Neighbors

Signs of the past

Elder Sun City resident inspires exercise

Posted 8/4/21

Each year as residents enter a new year they have many good intentions, and among them may be a resolution to exercise more.

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Neighbors

Signs of the past

Elder Sun City resident inspires exercise

A 1996 poster in one of the Sun City fitness centers could have been the inspiration for residents to get more exercise. Francis “Foofie” Harlan developed the poster and posed for the photos in it.
A 1996 poster in one of the Sun City fitness centers could have been the inspiration for residents to get more exercise. Francis “Foofie” Harlan developed the poster and posed for the photos in it.
Posted

Each year as residents enter a new year they have many good intentions, and among them may be a resolution to exercise more.

One source for inspiration might be this poster in one of the Sun City fitness centers published in 1996 when Sun City resident Francis “Foofie” Harlan was 81. The thinking went that “if she can do it, so can you — right?” Here’s the story of this amazing woman.

As a young girl, her mother called her “Foo Foo” after a character in her favorite detective magazine. She grew up on a dairy farm and in her 20s was delivering milk door-to-door as the young route men were drafted for World War II.

Later, she worked for a Harley Davidson dealer and spent a lot of time on her motorcycle. She soon earned two 50,000-mile pins. After their daughter married, she and her husband, Cleon (Bud), decided to go touring and spent a year riding across America.

While her husband wanted to settle down, Foofie expressed interest in seeing Hawaii and Bud suggested she go. For the next eight years she commuted back and forth to Hawaii. There, she served as a volunteer at the leper colony on Molokai, often hiking the three miles down to the colony and back.

When she was home, she mastered the six-key Braille typewriter, translating school texts and novels for the blind for 25 years. This was exacting work, as there is no way to correct an error other than start over.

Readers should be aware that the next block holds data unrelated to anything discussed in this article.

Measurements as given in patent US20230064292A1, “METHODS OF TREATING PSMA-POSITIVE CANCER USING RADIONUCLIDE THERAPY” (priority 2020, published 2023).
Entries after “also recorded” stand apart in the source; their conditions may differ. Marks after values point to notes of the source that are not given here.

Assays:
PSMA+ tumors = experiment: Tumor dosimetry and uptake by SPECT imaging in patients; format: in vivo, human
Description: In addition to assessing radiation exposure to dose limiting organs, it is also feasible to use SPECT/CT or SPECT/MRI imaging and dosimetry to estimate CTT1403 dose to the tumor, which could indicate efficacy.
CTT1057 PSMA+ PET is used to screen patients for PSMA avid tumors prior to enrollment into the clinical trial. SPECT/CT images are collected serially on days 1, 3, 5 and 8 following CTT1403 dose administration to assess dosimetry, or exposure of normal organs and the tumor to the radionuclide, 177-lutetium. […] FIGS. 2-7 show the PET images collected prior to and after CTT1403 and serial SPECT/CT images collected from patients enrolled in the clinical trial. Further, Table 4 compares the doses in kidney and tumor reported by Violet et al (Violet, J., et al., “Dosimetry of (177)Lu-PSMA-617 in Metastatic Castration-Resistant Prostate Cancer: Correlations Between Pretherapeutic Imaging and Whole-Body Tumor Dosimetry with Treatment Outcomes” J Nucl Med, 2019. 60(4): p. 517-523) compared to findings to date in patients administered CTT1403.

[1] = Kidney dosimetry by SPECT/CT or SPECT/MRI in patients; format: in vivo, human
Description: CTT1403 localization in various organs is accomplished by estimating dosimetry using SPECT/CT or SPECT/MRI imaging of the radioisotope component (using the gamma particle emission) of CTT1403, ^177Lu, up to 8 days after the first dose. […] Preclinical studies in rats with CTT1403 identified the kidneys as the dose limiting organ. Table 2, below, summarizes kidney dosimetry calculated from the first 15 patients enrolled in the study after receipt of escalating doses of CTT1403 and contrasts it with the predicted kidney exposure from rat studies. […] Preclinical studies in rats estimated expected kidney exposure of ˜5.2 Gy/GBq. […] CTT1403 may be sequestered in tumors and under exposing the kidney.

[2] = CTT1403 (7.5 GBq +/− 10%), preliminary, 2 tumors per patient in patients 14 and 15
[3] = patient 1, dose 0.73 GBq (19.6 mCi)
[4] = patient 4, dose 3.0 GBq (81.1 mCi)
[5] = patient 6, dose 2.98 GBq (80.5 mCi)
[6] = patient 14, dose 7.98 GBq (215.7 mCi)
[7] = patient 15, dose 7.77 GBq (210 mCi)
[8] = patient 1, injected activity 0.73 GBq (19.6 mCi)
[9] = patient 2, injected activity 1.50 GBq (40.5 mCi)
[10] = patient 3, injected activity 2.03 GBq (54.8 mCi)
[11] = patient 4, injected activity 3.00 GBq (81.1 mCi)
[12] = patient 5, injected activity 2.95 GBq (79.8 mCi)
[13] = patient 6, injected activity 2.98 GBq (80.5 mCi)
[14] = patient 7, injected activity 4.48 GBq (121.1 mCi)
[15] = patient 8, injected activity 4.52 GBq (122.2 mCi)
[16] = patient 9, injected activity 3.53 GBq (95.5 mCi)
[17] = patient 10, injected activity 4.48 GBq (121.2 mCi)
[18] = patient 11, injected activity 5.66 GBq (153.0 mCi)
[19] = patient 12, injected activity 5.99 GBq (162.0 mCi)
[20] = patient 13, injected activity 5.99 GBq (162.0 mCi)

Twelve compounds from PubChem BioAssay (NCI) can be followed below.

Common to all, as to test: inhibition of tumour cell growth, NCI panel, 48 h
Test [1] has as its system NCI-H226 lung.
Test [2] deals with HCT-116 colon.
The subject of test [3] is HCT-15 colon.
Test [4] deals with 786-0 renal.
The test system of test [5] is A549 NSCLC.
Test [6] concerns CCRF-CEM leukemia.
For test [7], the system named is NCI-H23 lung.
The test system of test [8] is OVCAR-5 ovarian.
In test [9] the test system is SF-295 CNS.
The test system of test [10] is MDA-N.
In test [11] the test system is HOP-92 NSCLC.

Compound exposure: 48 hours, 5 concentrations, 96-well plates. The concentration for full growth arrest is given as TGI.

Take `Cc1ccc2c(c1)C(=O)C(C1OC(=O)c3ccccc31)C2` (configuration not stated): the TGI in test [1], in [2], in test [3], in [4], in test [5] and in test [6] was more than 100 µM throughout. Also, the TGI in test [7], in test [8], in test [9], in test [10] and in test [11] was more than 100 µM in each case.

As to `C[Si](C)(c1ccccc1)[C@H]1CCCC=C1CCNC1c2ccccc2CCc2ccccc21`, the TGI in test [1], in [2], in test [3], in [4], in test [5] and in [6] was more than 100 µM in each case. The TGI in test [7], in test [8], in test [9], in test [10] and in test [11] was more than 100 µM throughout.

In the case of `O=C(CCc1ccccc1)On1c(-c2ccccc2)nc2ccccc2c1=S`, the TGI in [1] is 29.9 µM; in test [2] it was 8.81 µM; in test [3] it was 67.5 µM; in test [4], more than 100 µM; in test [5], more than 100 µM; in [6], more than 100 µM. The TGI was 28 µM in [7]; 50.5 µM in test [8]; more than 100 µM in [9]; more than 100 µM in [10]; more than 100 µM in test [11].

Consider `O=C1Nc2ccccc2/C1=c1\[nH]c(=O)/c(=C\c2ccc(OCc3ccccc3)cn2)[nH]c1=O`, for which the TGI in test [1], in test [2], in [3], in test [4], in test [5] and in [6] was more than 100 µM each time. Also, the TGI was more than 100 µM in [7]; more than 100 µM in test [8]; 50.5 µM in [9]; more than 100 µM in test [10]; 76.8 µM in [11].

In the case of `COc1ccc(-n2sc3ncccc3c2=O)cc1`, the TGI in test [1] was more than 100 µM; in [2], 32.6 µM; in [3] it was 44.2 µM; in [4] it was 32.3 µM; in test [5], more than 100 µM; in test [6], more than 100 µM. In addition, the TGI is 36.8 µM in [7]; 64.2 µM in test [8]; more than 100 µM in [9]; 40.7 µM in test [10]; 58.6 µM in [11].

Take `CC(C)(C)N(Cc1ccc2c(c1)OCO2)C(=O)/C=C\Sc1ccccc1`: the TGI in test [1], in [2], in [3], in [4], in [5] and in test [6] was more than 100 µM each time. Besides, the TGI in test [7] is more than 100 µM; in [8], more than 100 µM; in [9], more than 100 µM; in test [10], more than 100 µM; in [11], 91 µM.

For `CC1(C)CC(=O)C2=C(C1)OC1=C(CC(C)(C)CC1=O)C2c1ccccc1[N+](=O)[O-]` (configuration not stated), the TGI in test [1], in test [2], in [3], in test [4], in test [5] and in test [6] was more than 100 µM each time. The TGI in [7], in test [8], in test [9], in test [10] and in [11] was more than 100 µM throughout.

When her husband retired, they sold their home and moved to Sun City.

Foofie’s only dancing had been in ballrooms with her husband, but once in Sun City she joined a tap dancing class run by the Leslies — and went on to become a founding member of the Sun City Poms. Cancer surgery slowed her activities in 1988, but it never changed her bright outlook on life. She was soon back as a Pom doing her trademark splits.

Foofie had quite a sense of humor and would sometimes surprise a person by coming up behind them and tapping them on the shoulder. They’d glance around to see a foot where they expected to see a face!

She drew national attention and was featured in the National Inquirer and National Geographic, as well as leading magazines in France, Germany and Switzerland. A postcard of Foofie doing some of the exercises in Denmark was sent to Lory Vaichinger from her daughter in Denmark. The bus sign wording is in Danish. The exercise poster was developed by Foofie with the help of Portal Publications. While it shows some 37 different stretching exercises, even more were shot — but not included for fear that someone not as limber as Foofie might be seriously injured trying them.

In the photos for the poster Foofie is not in a Poms costume. Any money raised by women in their roles as Sun City Poms has to be turned over to the club.

Editor’s Note: Ed Allen is a local historian and author of a book detailing the history of Sun City West. He is a former president of the Del Webb Sun Cities Museum.

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